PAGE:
The many hospitals and healthcare systems that have divested their physician practices could be forgoing tremendous long-term opportunities, squandering large capital investments and irreparably damaging relationships with their most important constituents--doctors.
Much has been written about the financial losses incurred by hospital- and health system-owned physician practices. The red ink has caused many to suggest that the acquisition of physician practices was a flawed strategy that should now be abandoned as quickly as possible. However, if one examines the causes of the losses and acknowledges the continuing need to align the incentives of hospitals and physicians, it can be persuasively demonstrated that it isn't the strategy that's flawed but its implementation. And that can be fixed. Sure, the Balanced Budget Act of 1997 decreased federal reimbursement levels to hospitals, further reducing operating income and making many hospitals less tolerant of the losses attributable to employed physicians. But is shedding the physician practices the proper reaction?
To help answer that question, we must identify the root causes of the financial losses. The causes are many, varied and complex, including:
* Merging divergent cultures has been much more difficult than originally projected.
* The envisioned managed-care environment that originally drove much of the physician practice acquisition activity has either not materialized or has developed much more slowly than anticipated in many markets.
* Hospitals frequently carved out ancillary revenue from the practices.
* Hospitals believed they could manage physician practices more effectively than the physicians, thereby achieving higher margins. But that didn't happen.
* Physician contracts were poorly structured, and many gave physicians few or no incentives to maintain productivity.
* Prices paid to acquire the practices were frequently too high, although the prices were often driven by competition among hospitals to acquire the practices.
I acknowledge that in some cases in which practices have been acquired the issues of physician work ethic, productivity and culture will never be resolved. Some physicians have become disenchanted with practicing medicine because of lower reimbursement levels, increased administrative hassles and interference from insurers and HMOs. Employed relationships with these physicians should be unwound. But those relationships represent a minority. Most physicians remain committed to practicing medicine, and those who are employed by a hospital or healthcare system should be retained. Terminating contracts with all employed physicians because of a few unsatisfactory relationships makes little sense. This could have dire consequences for the hospital or health system and create considerable acrimony among the terminated physicians and other members of the medical staff.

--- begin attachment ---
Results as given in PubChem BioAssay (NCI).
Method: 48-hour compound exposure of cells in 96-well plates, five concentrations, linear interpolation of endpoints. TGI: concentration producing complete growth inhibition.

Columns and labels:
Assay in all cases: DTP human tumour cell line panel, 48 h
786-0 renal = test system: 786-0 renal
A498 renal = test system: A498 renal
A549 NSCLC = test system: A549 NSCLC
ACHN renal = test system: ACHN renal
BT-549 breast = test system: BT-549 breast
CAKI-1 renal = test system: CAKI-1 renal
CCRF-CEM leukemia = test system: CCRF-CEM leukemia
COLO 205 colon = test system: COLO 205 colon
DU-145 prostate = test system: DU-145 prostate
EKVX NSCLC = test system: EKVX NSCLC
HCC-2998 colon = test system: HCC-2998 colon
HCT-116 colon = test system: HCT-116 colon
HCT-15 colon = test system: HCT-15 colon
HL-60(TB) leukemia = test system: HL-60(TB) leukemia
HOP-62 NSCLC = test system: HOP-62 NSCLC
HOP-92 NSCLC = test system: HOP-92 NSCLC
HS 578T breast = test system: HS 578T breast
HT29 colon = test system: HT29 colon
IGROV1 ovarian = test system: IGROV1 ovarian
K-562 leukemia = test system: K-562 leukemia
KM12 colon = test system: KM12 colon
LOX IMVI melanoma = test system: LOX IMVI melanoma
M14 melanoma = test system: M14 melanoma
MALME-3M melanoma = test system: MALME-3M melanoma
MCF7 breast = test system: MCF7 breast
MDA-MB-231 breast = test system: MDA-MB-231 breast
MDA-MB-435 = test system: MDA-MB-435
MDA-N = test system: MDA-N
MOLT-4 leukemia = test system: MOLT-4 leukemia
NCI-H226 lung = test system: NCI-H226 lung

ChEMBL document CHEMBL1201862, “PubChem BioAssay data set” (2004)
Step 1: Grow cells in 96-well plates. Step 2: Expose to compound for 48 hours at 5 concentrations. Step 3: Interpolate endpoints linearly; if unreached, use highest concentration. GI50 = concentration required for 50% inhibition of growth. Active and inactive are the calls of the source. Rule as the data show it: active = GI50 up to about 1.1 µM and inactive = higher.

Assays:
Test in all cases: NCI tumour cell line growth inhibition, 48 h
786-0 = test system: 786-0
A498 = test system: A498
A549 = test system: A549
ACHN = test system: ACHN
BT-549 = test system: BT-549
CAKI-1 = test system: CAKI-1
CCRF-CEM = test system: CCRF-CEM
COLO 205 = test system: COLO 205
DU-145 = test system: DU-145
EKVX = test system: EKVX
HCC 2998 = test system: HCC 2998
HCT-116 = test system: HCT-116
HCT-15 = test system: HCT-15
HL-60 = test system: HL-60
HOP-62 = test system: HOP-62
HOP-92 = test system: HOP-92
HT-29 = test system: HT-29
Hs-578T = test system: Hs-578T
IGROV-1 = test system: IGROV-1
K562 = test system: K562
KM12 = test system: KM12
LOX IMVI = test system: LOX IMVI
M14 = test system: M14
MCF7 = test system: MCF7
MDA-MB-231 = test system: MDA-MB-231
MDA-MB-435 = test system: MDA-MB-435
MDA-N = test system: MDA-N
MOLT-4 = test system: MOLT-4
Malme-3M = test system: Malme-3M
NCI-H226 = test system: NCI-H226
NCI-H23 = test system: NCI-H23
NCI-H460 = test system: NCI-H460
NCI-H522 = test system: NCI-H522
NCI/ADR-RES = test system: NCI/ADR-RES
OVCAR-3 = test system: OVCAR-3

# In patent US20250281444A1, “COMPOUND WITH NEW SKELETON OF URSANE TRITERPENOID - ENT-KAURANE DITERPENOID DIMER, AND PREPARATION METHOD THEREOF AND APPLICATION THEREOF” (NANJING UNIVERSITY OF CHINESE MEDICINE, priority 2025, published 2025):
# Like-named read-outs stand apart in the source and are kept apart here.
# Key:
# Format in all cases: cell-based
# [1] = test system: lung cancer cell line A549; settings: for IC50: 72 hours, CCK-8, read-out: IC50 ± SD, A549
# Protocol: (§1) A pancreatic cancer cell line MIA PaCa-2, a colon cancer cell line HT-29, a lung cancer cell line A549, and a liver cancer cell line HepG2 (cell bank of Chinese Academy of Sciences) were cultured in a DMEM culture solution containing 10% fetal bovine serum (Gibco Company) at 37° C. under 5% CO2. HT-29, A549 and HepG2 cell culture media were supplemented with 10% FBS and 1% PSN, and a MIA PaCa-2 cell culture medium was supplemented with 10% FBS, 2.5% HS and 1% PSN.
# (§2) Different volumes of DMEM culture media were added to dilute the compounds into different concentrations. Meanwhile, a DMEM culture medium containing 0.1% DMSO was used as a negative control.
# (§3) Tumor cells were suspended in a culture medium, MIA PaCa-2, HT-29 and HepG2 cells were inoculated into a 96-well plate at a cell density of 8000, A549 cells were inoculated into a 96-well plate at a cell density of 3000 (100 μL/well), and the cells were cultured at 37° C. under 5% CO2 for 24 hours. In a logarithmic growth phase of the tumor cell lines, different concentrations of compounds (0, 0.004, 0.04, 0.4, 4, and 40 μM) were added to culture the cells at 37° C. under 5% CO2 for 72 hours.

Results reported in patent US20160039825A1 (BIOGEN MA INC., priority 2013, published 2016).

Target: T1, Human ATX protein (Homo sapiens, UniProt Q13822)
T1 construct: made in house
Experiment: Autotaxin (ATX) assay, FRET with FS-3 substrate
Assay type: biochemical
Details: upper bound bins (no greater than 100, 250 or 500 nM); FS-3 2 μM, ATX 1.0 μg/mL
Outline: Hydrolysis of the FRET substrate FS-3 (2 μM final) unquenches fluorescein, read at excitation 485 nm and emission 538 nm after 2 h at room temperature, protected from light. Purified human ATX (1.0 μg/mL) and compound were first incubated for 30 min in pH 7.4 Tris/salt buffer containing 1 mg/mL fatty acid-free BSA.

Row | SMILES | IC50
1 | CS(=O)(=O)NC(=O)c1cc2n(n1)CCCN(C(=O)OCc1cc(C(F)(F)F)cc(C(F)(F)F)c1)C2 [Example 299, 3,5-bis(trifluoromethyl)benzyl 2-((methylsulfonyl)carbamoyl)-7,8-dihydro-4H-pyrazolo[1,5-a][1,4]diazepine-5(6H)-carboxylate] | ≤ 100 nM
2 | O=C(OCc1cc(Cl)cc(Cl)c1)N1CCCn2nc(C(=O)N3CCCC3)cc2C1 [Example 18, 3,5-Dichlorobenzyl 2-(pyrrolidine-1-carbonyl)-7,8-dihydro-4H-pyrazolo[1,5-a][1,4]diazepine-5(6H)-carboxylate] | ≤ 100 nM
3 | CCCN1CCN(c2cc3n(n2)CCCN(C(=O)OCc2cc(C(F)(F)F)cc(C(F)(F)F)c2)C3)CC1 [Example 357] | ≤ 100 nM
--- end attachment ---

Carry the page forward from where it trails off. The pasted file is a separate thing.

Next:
While recognizing the strategic benefits of owning physician practices, one can't ignore the huge financial losses hospitals and health systems have incurred because of these practices. And we must acknowledge that these losses are not sustainable. But the losses can be reduced and even eliminated without divesting the practices. An unvarnished assessment of each practice needs to be completed to identify the causes of the losses. Once that is accomplished, corrective measures far short of a complete divestiture will become evident. Implementing the corrective measures will require some difficult decisions, such as staff reductions and other cost-cutting measures, but hospital administrators make these tough calls in other areas of the hospital or health system on a regular basis. They should be willing to do the same with their physician practices. Those corrective measures will need to be sold to the physicians, but this will be easier when physicians understand the system's overall vision and how the finances of their practices make an impact.
For the most part, hospitals and health systems that are successfully collaborating with physicians have been able to retain market share and in many cases increase market share. They have improved their negotiating leverage with managed-care plans and have held down costs. And overall profitability has improved. Everyone talks about the financial losses hospitals have incurred because of their physician practice acquisitions. But it should be noted that the aggregate profit margin for all hospitals rose from 3.9% in 1990 to 6.6% in 1997, the period during which much of the physician acquisition activity occurred. Those margins have since dropped, but that's thanks in part to the balanced-budget law. Additionally, the incomes of employed physicians have generally been higher than those of their nonemployed peers. Could there be a connection?
Obviously, successful hospital-physician integration is a challenge. It can't be structured as a traditional employer-employee relationship. Rather, it must be a partnership in the true sense of the word (but not necessarily in the legal sense). Relationships must be structured with real strategic vision. Governing boards must have strong physician representation. Physician employment contracts need to be structured to provide physicians with appropriate incentives consistent with those of the hospital or health system. Increased partnering will reduce the tendency of hospitals and physicians to compete with each other and will enable both to refocus on the patient.
The acquisition of physician practices continues to be the right move for many hospitals and health systems. Those that own money-losing physician practices should concentrate on plugging the leaks. The problems don't mean we have to abandon ship.
Patrick Devereux is president of Group 21, a St. Louis-based consulting firm specializing in hospital-physician relations.